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A significant objection is implementation cost. If the runtime uses a stack, then first-class continuations require a stack copy at some point. The copy cost can be controlled (see Representing Control in the Presence of First-Class Continuations for a good strategy), but it also means that mutable variables cannot be allocated on the stack. This isn't an issue for functional or mostly-functional (e.g., Scheme) languages, but this adds significant overhead for OO languages.

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  1. Most programmers don't understand them. If you have code that uses them, it's harder to find replacement programmers who will be able to work with it.
  2. Continuations are hard to implement on some platforms. For example, JRuby doesn't support continuations.
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Whether programmers understand continuations or not depends on the goals of the language. Obviously this would be a bad thing for Cobol or Java. But for a language like Scheme or Haskell it isn't a factor. –  Jonathan Arkell Sep 23 '09 at 21:40

First-class continuations undermine the ability to reason about code, especially in languages that allow continuations to be imperatively assigned to variables, because the insides of closures can be brought alive again in hairy ways.

Cf. Kent Pitman's complaint about continuations, about the tricky way that unwind-protect interacts with call/cc

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Call/cc is the 'goto' of advanced functional programming (a la the example here).

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Yes, but in a lot of ways, call/cc is kinda similar to the return statement. Every once in a while, people get upset by the use of return, but most people seem to be OK with it. It seems only fair to me that if you're going to complain about call/cc you should also be giving equal time to the return statement on principle. –  Bob Aman Sep 22 '09 at 6:53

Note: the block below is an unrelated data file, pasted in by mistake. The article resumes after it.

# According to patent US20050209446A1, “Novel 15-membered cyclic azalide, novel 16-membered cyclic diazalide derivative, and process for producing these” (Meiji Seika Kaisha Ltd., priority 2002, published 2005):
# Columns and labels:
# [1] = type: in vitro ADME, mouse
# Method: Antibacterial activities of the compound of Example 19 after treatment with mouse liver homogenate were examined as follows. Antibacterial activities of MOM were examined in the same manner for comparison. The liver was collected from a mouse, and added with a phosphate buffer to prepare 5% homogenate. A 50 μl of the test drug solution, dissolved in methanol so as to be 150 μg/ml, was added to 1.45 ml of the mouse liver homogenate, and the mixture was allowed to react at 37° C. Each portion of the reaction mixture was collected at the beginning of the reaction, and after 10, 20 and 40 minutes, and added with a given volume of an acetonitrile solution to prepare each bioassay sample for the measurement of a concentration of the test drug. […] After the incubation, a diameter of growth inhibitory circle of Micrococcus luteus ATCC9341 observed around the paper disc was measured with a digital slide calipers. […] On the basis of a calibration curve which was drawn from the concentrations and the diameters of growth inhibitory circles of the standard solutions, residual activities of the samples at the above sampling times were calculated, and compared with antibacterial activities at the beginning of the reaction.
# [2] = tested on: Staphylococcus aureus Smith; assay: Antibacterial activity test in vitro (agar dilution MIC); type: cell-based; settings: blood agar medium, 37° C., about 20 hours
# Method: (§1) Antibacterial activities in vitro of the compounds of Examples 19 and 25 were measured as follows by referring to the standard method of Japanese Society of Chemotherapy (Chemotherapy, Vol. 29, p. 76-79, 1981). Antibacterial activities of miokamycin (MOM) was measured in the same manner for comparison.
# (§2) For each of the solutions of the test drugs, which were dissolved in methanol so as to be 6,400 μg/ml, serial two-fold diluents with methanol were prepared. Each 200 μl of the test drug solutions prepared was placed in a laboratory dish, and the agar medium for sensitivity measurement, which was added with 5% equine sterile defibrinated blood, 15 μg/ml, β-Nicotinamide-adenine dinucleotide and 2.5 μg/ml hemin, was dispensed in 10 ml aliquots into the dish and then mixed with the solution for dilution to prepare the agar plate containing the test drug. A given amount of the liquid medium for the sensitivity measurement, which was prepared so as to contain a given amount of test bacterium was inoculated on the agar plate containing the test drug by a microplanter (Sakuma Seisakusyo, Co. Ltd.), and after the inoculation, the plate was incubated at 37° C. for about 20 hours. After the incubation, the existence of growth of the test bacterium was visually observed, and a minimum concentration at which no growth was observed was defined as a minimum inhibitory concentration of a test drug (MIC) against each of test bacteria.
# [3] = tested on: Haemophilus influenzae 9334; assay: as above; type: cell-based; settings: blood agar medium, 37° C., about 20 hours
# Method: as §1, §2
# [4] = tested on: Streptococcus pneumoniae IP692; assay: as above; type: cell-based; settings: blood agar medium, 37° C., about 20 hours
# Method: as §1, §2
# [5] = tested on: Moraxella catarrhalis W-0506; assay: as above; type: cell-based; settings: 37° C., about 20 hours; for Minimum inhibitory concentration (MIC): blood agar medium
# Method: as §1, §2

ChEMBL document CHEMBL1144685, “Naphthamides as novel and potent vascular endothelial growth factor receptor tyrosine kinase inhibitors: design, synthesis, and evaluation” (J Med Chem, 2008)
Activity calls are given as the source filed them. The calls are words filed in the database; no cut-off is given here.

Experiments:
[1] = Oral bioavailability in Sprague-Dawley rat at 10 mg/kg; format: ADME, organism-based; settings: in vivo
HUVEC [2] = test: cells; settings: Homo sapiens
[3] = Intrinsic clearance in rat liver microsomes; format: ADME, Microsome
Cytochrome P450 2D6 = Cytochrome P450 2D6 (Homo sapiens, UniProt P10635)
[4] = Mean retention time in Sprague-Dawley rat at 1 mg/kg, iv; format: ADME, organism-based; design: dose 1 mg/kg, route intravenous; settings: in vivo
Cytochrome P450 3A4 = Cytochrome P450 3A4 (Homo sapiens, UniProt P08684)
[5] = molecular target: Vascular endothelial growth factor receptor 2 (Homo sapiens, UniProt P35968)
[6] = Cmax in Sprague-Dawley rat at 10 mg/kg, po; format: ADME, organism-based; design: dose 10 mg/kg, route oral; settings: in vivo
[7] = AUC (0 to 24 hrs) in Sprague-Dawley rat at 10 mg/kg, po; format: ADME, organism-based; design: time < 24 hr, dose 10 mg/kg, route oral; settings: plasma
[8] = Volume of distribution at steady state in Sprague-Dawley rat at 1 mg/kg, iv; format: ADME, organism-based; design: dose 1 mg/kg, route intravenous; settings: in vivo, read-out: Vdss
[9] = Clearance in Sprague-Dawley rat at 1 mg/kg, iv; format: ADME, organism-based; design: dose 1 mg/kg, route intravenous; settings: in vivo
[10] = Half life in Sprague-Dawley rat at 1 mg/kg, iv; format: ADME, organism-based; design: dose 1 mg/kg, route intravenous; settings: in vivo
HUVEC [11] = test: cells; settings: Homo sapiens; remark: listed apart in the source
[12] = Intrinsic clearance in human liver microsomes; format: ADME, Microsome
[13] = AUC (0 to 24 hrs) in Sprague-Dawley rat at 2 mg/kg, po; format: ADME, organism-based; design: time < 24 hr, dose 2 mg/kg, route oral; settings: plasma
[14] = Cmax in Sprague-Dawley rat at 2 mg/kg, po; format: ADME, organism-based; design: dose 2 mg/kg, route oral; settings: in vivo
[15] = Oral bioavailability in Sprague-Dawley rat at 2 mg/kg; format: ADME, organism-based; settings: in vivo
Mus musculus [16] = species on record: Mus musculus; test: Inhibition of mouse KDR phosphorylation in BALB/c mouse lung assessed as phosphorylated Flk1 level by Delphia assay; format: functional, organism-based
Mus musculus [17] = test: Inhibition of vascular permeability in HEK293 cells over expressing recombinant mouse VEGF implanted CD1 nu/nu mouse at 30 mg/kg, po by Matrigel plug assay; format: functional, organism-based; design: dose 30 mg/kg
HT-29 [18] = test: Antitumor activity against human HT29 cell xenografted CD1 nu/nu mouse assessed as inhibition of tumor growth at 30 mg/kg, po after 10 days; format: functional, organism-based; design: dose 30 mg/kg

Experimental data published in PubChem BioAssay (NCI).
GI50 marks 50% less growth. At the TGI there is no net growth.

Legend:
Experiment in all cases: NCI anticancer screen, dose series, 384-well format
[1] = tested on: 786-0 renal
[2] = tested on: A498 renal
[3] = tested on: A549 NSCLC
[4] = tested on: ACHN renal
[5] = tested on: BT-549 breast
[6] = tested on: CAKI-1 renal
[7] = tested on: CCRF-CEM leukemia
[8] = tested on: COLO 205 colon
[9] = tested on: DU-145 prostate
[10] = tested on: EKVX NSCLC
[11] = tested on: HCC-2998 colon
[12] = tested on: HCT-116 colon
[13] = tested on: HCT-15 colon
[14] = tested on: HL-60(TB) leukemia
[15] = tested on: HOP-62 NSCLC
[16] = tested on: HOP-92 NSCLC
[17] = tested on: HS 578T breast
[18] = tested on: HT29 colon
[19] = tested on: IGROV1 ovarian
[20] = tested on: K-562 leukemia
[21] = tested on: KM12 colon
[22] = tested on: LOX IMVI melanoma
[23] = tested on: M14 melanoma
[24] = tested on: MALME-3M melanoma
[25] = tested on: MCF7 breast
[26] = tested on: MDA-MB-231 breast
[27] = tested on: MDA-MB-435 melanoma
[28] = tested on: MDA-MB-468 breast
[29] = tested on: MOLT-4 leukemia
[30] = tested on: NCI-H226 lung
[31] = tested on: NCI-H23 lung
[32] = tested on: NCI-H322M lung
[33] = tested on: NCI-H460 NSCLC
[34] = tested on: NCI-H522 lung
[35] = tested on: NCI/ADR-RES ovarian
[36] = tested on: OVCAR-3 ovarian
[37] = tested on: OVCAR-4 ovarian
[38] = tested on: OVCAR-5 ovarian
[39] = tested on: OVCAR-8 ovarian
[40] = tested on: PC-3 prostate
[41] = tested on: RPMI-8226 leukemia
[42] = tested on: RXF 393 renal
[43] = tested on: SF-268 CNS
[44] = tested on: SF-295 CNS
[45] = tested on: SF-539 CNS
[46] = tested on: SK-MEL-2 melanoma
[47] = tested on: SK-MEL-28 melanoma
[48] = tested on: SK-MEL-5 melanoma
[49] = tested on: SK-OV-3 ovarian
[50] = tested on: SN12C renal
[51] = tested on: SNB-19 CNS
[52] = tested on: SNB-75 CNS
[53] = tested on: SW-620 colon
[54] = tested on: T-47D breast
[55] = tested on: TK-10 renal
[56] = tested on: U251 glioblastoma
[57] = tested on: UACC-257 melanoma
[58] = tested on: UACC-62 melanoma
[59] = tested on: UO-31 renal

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lambda is the goto of functional programming (example: cs.brown.edu/~sk/Publications/Talks/SwineBeforePerl) –  Eli Barzilay Sep 22 '09 at 6:56
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That's a gross oversimplification. –  Jonathan Arkell Sep 23 '09 at 5:57
    
Logically it's true that return is a type of continuation call. However, it is a very constrained and easy-to-understand use of the concept. This is what generally distinguishes such specialized language constructs from call/cc, they are constrained in their functionality enough that you have a pretty good idea of what they're doing the moment you see them. If you're using call/cc you'd better be commenting your code real carefully because it's often quite non-obvious what it's supposed to do. –  Nate C-K Dec 3 '09 at 5:37

in ruby 1.8 the implementation was extremely slow. better in 1.9, and of course most schemes have had them built in and performing well from the outset.

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Please note that the question is about a language feature, not the quality of its various implementations. –  Vijay Mathew Sep 22 '09 at 7:33